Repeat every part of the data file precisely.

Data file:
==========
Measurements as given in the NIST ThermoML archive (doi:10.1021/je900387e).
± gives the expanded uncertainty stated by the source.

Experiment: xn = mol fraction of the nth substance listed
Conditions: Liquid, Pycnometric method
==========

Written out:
Measurements as given in the NIST ThermoML archive (doi:10.1021/je900387e).
± gives the expanded uncertainty stated by the source.

Experiment: xn = mol fraction of the nth substance listed
Conditions: Liquid, Pycnometric method